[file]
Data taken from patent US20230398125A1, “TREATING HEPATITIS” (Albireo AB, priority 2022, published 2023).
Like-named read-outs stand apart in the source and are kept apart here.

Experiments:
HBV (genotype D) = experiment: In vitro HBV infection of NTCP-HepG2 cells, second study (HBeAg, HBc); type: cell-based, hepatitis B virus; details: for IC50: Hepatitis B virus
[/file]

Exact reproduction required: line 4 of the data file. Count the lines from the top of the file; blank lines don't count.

HBV (genotype D) = experiment: In vitro HBV infection of NTCP-HepG2 cells, second study (HBeAg, HBc); type: cell-based, hepatitis B virus; details: for IC50: Hepatitis B virus